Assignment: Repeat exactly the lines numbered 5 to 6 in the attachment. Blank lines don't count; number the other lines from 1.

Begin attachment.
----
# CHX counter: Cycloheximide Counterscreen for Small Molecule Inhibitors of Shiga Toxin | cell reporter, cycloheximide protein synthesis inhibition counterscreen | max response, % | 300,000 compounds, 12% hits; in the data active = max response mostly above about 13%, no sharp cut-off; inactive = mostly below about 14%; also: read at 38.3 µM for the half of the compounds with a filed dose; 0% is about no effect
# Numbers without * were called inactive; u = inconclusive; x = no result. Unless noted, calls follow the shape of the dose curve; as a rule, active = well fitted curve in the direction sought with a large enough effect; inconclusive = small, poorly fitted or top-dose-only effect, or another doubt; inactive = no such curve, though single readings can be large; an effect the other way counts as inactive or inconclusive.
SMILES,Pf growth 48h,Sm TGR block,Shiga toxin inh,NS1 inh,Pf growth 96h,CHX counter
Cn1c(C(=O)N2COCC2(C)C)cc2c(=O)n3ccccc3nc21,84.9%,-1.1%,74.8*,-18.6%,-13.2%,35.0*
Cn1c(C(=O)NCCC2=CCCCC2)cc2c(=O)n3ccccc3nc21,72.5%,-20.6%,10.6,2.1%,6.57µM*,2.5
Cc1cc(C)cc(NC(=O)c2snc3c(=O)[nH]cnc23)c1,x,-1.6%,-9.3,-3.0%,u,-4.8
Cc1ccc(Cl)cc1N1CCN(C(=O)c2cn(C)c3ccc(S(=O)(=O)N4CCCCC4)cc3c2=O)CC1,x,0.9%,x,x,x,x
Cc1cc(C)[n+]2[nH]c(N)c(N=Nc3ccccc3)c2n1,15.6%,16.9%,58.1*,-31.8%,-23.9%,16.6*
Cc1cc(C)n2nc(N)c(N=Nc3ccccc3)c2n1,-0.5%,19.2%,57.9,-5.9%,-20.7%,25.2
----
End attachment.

Cn1c(C(=O)NCCC2=CCCCC2)cc2c(=O)n3ccccc3nc21,72.5%,-20.6%,10.6,2.1%,6.57µM*,2.5
Cc1cc(C)cc(NC(=O)c2snc3c(=O)[nH]cnc23)c1,x,-1.6%,-9.3,-3.0%,u,-4.8